The goal of this assignment is to analyze one portion of an education reform video documentary with the same depth as you are expected to analyze a textual source. In other words, don’t passively watch a video. Instead, actively study the video and analyze how and why the director and their crew put it together.
When viewing a video documentary, take notes on overall themes, and mark key scenes with hour-minute timestamps (e.g., 0:38). Watching and discussing films with others is strongly encouraged, but each essay must be written individually.
Write an essay of at least 300 words that elaborates on any TWO of these themes:
- Identify and describe an key scene in the film, tell us why it matters, and explain how the filmmakers shot or edited the scene to convey their story to viewers.
- Where are the holes? Whose stories do not appear in this documentary?
- What is filmmakers’ implicit or explicit theory of change? Specifically, how do they define the problem, the policy chain, and desired goals?
- How have real audiences responded to this film? Quote from people outside of our class who watched it and/or movie reviews.
- How might Kahlenberg and Potter respond to the video? Support your reasoning with at least one direct quote from this reading.
- How might Welner respond to the video? Support your reasoning with at least one direct quote from this reading.
- Compare and contrast two education reform videos that address the same topic from different angles.
Your essay must include the following:
1) A catchy title (since you’ll be publicly posting it on WordPress)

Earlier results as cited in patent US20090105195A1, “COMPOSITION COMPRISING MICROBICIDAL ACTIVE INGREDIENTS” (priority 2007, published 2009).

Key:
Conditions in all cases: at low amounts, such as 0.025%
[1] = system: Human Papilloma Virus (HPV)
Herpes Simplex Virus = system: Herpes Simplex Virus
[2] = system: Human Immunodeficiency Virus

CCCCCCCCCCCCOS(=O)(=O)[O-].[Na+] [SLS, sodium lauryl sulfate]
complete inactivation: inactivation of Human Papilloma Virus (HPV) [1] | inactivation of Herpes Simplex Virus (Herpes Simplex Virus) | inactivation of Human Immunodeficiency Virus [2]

2) Thoughtful analysis on any two themes listed above.
3) Visual evidence: Show us an influential scene from the film by including a static screenshot in your WordPress essay.
- Mac computers: hold down SHIFT-COMMAND-4; or download Skitch tool
- Windows: Start Button > All Programs > Accessories > Snipping Tool
- See instructions for other devices at https://en.wikipedia.org/wiki/Screenshot
- See my WordPress images tutorial for instructions about inserting images.
4) Source credit: For each screenshot, briefly credit the original source in a caption (example: Guggenheim, Waiting for Superman, 0:38), and use the hour:minute timestamp in place of a page number. Include a full source citation at the end of your essay. Remember that if you include a visual image in your work and do not credit the original source, that is plagiarism.
5) Source citations: Provide a full citation the film and other sources you refer to using any scholarly citation format (such as Chicago-style notes, or APA/MLA in-line citations with a bibliography).
6) Remember to select the correct category for your post, as described in our syllabus.